[This message has been edited by DaDon (edited 02-11-99).]

[This message has been edited by DaDon (edited 02-11-99).]
 

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Rear wheel drive cars unfairly get a bad rap when it comes to winter traction. I drove my '69 Elky one winter and it turned out to be one of our worst winters ever. We had over 100" of snow and I never got the thing stuck. I did not put any weight in it (its a myth that El Caminos are light on the back end) although I did have studded tires on it for about half of the winter. I took the studs off so the car would stop wandering all over the road. I think that the problem was mixing 60 series performance tires on the front with mushwall 70 series snow tires. I honestly couldn't tell the difference between the studs and my 245-60 BFG's in snow, but on ice there was at least a slight advantage to the studs. I actually could get through the deep snow better with my Elky than most front wheel drives could. They don't get around real well when the fancy plastic spoiler turns into a snow plow. The open diff. was not excellent on ice but it was managable.

BTW Dave66, I don't know what an MR2 is but it doesn't sound like anything a Chevelle nut should be driving.
 

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I drive my El Camino all the time(why put it up and not enjoy it)Weights? YES 2 bundles of roof shingles. Studs? YES on some good snow tires. If I get stuck (snow or mud) the shingles go under the tires and I'm out in a flash.
 

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Kurt
Frost Shields, used in this part of the country in winter only, on cars up into the 70s. A clear plastic piece that is glued to the inside of the back or side windows to give a thin insulated air space to prevent condensation on the inside during cold weather. Turns a section of the window into a dual-pane window. If condensation forms it in turn freezes. Very hard to see out of windows covered with a thin layer of ice on the inside. On older cars in the 40s and 50s was actually a piece of glass with a rubber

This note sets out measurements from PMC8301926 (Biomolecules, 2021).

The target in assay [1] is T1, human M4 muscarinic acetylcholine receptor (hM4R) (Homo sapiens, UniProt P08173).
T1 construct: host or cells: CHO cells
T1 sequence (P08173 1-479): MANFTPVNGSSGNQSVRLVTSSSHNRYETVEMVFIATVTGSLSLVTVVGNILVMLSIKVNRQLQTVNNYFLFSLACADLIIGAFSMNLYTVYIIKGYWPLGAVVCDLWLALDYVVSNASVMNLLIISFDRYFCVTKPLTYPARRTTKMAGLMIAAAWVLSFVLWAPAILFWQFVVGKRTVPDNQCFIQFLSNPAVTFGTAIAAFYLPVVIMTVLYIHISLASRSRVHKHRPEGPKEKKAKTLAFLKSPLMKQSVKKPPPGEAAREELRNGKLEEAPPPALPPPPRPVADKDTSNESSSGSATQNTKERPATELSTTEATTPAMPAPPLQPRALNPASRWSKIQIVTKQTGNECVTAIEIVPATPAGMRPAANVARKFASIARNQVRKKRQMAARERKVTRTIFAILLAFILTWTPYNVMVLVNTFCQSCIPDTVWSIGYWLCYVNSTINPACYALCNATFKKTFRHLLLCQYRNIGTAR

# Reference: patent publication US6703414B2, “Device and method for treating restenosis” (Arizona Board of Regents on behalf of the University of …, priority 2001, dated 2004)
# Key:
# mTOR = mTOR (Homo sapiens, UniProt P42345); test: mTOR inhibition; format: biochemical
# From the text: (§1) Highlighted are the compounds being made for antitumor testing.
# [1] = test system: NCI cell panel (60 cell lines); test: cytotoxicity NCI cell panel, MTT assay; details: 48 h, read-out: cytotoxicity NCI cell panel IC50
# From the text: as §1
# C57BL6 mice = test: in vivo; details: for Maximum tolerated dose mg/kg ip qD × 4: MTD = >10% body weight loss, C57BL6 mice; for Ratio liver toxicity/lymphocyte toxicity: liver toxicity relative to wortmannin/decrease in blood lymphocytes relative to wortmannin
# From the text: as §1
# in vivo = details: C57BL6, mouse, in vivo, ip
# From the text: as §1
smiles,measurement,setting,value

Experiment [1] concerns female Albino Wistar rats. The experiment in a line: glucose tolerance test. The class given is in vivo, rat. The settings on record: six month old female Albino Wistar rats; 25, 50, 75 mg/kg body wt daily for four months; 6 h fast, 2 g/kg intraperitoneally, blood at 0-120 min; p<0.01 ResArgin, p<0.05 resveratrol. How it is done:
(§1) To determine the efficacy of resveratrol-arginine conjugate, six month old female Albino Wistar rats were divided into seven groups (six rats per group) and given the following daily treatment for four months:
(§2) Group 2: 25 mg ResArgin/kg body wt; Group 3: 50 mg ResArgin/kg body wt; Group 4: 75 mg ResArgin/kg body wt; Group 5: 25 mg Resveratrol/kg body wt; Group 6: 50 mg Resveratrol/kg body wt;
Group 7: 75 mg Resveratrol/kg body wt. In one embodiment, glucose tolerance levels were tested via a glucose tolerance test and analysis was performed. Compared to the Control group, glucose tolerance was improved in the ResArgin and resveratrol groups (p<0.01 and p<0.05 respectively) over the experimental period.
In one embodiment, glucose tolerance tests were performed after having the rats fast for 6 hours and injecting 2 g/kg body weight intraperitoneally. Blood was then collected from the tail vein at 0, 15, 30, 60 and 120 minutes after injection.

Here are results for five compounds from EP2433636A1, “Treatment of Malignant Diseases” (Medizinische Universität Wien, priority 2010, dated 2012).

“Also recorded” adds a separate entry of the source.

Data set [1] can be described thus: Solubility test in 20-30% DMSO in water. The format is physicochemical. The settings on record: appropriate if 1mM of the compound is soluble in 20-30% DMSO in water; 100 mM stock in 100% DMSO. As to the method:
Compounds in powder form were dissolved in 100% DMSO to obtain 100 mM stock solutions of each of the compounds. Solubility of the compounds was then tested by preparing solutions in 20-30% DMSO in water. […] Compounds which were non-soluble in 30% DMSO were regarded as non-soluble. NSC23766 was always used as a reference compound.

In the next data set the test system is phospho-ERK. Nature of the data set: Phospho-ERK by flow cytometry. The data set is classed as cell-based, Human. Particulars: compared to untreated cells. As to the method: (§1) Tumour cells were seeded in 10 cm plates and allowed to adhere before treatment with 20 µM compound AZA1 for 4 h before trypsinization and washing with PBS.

separator, some windshield units even had a wire grid connected to the battery similar to the electric defrost on the rear windows of todays cars..

Took a trip to Florida in the early 50s with my parents in the family 49 Ford. The people down there recognized the "mud" tires but did not know what the power cord hanging out the front was for (block heater) and sure wondered about the "bullet proof glass on the windows" (frost shield all around).

Just some of the joys of driving in the northern part of this continent.

Hope this helps explain along with a little history and humour.
 

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Mr. Byfield, I'll have you know it got down to 34 degrees here last night in So Cal! And it actually snowed in Nor Cal when I was home for winter break!


Other than that, it's been 65 so of course we drive our cars!
--Amanda
 

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I drive my 1965 Malibu in the winter when the roads are dry and clear. This year I drove it on Christmas Eve to pick up my sister and my nephew when her car broke down (can't fit more than 2 in my Sonoma). I also drove it last week since almost all of the snow is gone. I start it a couple of times each week and roll it back and forth when the weather is too bad to drive it; I really don't like the thought of leaving it sit all winter.
 

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Hey guys up here in Coldwater yesterday Feb10 it was 55 Degrees snow is shrinking couldn't drive mine its stored 100 yds from the road 21/2 ft snow in between.Wouldn't drive it if I could with all the crap on the roads.Springs comming soon I hope...FRED